Sotheby’s Is Launching Another Digital Art Auction, This Time on the Art Before NFTs

April 14, 2022
Sotheby’s Is Launching Another Digital Art Auction, This Time on the Art Before NFTs
Sotheby’s is launching the third edition of its Natively Digital series next week, titled Natively Digital 1.3: Generative Art.

Sotheby’s is launching the third edition of its Natively Digital series next week, titled Natively Digital 1.3: Generative Art.

Natively Digital 1.3, which opens for bidding on April 18, focuses primarily on early digital art, specifically generative art and early pioneers like Chuck Csuri and Roman Verostko. The first two iterations, which took place in June and October of last year, focused on NFTs made by contemporary digital artists who had already found success in the NFT community, such as Mad Dog Jones or Pak.

Highlighted in the Natively Digital 1.3 sale is Vera Molnár, not only one of the first artists to venture into generative and computer art, but widely considered the first woman to do so. On sale is one of her earlier works using a computer plotter, 1% de désordre (1976). In this work, rows of concentric squares were plotted out by a computer, but two squares were programmed to be randomly omitted. 1% de désordre has an estimated sale price of $15,000–$20,000.

A related work that will also be available at the sale, 2% of disorder in co-operation, an NFT project she began this year on the occasion of her 98th birthday. In this work, visitors to her studio filled in random squares on a piece of graph paper that already had one square filled in. An NFT of these works goes to the winning bidder, while the physical work will remain in the artist’s archive. 2% of disorder in co-operation, #01 is estimated at $100,000-$150,000.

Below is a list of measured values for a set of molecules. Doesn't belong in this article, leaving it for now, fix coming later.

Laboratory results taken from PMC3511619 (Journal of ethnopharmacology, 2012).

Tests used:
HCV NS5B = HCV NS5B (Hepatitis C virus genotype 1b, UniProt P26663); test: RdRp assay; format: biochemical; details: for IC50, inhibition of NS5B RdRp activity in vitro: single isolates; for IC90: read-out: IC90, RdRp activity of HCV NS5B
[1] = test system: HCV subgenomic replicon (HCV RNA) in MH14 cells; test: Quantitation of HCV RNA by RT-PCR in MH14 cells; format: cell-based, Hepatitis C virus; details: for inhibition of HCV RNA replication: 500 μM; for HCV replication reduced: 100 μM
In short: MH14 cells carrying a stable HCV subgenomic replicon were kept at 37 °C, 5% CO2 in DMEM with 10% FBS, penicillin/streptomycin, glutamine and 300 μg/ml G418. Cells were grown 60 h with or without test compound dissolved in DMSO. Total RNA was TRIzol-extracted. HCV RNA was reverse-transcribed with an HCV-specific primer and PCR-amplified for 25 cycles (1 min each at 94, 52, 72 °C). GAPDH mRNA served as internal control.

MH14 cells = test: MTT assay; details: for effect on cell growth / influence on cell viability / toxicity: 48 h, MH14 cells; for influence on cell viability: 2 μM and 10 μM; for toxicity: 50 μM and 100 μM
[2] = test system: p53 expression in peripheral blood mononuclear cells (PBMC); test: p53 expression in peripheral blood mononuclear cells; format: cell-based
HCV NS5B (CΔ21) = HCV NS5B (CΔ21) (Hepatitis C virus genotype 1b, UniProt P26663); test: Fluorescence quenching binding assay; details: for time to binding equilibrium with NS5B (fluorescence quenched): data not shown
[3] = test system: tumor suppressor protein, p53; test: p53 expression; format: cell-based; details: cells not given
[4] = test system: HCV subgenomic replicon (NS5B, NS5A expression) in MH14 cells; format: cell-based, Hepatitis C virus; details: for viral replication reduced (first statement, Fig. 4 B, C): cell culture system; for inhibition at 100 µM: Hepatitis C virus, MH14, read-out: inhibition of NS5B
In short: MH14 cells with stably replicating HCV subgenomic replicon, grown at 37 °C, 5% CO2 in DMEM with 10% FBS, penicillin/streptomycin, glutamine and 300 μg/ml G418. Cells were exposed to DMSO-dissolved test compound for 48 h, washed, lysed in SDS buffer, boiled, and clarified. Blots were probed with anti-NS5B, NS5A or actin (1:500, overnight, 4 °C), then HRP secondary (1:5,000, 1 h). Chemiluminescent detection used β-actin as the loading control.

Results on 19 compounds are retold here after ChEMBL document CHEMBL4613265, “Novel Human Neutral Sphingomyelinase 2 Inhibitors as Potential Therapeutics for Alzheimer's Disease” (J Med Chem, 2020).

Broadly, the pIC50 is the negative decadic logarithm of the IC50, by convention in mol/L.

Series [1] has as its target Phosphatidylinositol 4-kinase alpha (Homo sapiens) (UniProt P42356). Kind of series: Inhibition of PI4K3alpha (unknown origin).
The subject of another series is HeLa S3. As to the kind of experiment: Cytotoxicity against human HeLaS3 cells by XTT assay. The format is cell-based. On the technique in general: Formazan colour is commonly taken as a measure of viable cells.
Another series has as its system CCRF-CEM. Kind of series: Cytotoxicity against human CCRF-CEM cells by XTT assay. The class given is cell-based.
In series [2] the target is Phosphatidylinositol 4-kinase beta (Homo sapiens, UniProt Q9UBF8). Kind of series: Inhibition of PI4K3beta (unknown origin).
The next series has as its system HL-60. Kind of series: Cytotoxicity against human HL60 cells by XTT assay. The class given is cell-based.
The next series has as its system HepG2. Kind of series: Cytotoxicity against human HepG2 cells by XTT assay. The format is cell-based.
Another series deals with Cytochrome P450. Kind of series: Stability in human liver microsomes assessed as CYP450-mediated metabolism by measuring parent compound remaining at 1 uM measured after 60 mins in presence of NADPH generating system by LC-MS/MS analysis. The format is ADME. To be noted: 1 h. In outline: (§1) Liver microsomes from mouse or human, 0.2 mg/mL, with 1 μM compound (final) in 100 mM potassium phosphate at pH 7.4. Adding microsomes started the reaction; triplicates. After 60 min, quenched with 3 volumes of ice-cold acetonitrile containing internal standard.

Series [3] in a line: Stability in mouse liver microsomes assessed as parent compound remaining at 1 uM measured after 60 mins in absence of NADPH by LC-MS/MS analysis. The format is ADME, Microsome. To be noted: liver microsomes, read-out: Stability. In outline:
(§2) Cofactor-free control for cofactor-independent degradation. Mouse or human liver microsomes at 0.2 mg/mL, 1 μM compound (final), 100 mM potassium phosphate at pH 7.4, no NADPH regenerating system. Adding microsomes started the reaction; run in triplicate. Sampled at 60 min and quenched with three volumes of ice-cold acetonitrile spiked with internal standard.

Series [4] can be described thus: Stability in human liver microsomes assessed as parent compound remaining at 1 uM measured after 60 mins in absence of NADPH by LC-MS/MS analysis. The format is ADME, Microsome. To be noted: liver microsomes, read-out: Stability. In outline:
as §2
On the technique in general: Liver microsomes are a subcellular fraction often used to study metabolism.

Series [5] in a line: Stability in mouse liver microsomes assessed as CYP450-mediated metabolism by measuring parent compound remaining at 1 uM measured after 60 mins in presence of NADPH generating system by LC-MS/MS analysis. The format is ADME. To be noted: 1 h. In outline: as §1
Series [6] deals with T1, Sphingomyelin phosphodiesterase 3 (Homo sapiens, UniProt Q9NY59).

Contemporary works of generative art will also be included.

One section of the sale offers generative artworks made with artificial intelligence. All of these works are animated, shifting in form, and will be sold as NFTs. Anne Spalter’s The Wonder of It All (2020) (estimated at $20,000–$30,000), for example, displays what seems like an urban landscape that is constantly morphing. Spalter launched the original digital fine arts courses at Brown University and the Rhode Island School of Design. Other artists in this category include Anna Ridler, Pindar Van Arman (her work, Quantum Skull (2022), includes a physical component that is sold separately from an NFT of the same name), and Sofia Crespo.

The final section is titled “Creating with Code,” which features NFTs made through creatively coded algorithms. Included in this section are highly successful NFT artists Tyler Hobbs and Dmitri Cherniak, whose generative artworks first found popular success on the generative art NFT platform ArtBlocks.

Bidding for Natively Digital 1.3: Generative Art will end April 25th, online only. A physical exhibition of the works will be on view at Sotheby’s York Avenue galleries from April 19–24.